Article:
simple data-entry form, and then with a little guidance from a Prof, could
program the correct math in. Might be a good thing for my upcoming website
for people to hit and put their data in.  See snip. This would let us see
the pattern as a whole.
>Recapitulating, the real challenge to this idea is to explain why
placentals, birds, frogs, crocs, turtles, and lizards survived an event
that killed _all_ large and small (remembering that there must have been
millions of small juveniles present at the time) non-avian dinosaurs
whether they were in hills, deserts, valleys, river terraces, forests,
plains, at all locations around the globe.

>but the great failing of the bolide-as-sufficient idea is
that it does not do a good job in the particulars.

Bolide impact, I argue, is the ultimate causation. The particulars are
proximate mechanisms. However, in the long-run, it is the proximate measures
that have the more interesting information. And that info is more relevant
today given our collapsing eco-sytems. IMHO, more interesting because we
already have a fair idea what will happen if a comet or asteriod strikes a
planet. We have seen the effects first-hand through telescopes. Sad that it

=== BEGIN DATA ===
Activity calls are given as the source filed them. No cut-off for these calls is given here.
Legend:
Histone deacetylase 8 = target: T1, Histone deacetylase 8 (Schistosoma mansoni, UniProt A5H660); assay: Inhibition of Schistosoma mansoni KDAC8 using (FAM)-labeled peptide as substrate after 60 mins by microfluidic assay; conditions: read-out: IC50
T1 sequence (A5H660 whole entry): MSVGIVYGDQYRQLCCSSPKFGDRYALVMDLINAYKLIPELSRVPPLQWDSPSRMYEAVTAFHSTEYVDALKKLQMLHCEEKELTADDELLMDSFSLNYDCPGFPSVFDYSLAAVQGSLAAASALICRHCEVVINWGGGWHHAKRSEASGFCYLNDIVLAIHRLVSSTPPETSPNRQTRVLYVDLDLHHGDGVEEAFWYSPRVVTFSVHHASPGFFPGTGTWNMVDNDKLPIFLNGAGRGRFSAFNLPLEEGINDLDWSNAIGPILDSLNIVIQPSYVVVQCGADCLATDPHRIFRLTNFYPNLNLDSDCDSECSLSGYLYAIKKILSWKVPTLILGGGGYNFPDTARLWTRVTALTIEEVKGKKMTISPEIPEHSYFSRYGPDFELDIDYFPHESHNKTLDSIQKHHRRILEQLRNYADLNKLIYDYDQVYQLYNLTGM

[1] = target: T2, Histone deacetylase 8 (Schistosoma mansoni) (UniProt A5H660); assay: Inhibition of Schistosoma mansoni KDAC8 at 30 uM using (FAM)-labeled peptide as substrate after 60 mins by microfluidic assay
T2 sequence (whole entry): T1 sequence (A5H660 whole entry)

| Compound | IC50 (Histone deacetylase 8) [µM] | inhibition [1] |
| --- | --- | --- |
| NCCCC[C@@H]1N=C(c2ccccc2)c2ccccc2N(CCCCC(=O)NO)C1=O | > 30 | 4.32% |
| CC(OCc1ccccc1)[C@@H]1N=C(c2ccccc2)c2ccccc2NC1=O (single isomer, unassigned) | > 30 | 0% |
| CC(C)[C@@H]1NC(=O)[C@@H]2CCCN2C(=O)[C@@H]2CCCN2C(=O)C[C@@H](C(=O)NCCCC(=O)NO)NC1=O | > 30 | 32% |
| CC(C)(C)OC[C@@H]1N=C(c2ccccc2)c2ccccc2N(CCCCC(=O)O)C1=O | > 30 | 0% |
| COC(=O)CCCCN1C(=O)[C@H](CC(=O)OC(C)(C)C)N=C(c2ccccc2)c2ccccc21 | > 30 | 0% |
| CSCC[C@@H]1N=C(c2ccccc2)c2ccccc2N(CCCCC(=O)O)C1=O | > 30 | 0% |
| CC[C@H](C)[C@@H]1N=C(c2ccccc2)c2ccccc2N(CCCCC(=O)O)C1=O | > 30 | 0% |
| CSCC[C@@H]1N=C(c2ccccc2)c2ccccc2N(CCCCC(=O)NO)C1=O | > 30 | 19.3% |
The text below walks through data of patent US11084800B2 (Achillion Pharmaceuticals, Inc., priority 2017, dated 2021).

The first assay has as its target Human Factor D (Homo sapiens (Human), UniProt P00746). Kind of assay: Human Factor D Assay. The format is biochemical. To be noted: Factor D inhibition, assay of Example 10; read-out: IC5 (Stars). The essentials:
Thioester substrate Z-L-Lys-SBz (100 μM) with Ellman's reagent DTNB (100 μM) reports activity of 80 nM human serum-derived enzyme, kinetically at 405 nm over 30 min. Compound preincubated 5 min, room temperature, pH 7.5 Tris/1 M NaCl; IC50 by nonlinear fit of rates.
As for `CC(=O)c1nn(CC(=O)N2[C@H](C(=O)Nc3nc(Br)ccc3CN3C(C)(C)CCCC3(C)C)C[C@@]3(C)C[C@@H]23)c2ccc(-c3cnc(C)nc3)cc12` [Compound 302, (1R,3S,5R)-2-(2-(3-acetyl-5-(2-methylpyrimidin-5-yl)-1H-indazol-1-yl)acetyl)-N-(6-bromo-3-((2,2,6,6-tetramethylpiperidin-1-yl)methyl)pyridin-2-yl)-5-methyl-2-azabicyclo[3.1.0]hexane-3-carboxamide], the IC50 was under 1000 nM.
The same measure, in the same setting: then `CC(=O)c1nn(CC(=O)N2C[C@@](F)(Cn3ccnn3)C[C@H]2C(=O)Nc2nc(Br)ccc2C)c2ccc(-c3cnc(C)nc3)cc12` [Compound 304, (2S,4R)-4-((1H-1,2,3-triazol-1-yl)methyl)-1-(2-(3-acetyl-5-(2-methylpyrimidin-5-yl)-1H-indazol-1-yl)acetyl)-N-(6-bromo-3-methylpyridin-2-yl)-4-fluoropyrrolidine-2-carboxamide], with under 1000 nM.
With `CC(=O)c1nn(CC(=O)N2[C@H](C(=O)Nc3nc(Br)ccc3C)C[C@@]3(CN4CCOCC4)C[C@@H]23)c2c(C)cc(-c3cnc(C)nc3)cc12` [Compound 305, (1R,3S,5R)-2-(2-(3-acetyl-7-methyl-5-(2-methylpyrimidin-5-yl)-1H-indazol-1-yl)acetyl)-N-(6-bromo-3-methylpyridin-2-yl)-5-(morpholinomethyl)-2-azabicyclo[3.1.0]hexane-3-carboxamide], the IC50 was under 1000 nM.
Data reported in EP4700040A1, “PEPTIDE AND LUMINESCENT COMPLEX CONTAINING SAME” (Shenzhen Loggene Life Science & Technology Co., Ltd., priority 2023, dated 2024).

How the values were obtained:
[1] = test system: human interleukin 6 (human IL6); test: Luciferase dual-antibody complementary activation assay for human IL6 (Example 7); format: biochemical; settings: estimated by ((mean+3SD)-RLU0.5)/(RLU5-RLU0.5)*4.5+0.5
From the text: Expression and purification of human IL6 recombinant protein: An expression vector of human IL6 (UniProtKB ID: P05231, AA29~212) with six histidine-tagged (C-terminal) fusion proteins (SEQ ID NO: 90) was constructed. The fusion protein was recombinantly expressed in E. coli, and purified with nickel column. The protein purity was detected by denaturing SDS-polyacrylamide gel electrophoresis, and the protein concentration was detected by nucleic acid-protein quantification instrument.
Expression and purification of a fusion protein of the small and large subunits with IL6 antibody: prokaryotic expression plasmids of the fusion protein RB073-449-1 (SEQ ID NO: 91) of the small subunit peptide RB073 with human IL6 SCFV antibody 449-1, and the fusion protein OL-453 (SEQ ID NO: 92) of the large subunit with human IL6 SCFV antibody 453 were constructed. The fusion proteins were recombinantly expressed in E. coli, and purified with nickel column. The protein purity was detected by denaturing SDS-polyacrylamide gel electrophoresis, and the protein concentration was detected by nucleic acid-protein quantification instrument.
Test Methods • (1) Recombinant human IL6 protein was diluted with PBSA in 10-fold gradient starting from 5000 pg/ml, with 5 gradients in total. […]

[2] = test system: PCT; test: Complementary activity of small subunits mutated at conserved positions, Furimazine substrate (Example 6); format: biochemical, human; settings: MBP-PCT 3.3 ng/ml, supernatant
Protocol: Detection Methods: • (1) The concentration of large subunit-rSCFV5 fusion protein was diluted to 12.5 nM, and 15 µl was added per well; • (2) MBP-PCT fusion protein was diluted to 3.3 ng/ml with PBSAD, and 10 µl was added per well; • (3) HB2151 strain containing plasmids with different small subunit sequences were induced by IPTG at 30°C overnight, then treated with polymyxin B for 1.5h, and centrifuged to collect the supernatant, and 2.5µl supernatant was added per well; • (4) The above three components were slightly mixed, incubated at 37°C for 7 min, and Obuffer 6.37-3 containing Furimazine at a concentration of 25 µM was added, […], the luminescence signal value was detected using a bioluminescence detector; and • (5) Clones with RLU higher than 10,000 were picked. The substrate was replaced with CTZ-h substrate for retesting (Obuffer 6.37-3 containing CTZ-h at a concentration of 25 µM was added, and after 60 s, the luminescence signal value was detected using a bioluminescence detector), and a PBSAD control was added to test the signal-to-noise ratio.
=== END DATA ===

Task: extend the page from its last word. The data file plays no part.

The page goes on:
would be easier to push a bolide off-course than it is to restore an
ecosystem.  The question is are we ready to work with an a priori assumption
( I will admit, I write the word assumption with great trepidation) of the
ultimate causation and then focus on the proximate mechanisms for particular
ecosytems in particular geographic locations. FORENSIC ENVIRONMENTAL
PALEONTOLOGY.

dlessin@accesschicago.net
David.Lessin@Walgreens.Com
David.Lessin@EMC.Walgreens.Com



-----Original Message-----
From: John Bois <jbois@umd5.umd.edu>
To: David Lessin <dlessin@accesschicago.net>
Cc: dinosaur@usc.edu <dinosaur@usc.edu>
Date: Monday, August 10, 1998 1:04 PM
Subject: Re: _Night Comes to the Cretaceous_ Ad Infintium


>
>
>On Sun, 9 Aug 1998, David Lessin wrote:
>
>> The problem here is one of resolution. Catastrpohic extinctions WILL look
>> like a gradual extinction if too "coarse" a scope is taken. In order to
>> regress the dangers of pseudo-extinction from the question at hand,
simply
>> do not look at species level extinctions. Look at the number of familial
and
>> genera represented before and after the extinction event. Individual
species
>> evolve much more quickly than families and genera. It is unlikely that
all
>> members of a family or genus would be caught in the middle of a
speciation
>> event during anytime, never mind a mass extinction event.
>
>And when you do that and other adjustments the kill rate goes down,
>according to Archibald: "In comparison to other intervals in the late
>Cretaceous and early Paleocene, the K/T vertebrate turnover which is only
>10% higher at the generic level."
>( source for this is at
>http://cass.jsc.nasa.gov/meetings/programs/kteventwa.txt)
>
>> Yes it is true that many taxa were in a decline during the late
Cretaceous.
>> This decline, however, was in all likelihood, not significant enough to
wipe
>> out whole families GLOBALLY!
>
>But universality is a problem for all explanations (see below).
>
>>  51% of all families (55% of the genera) in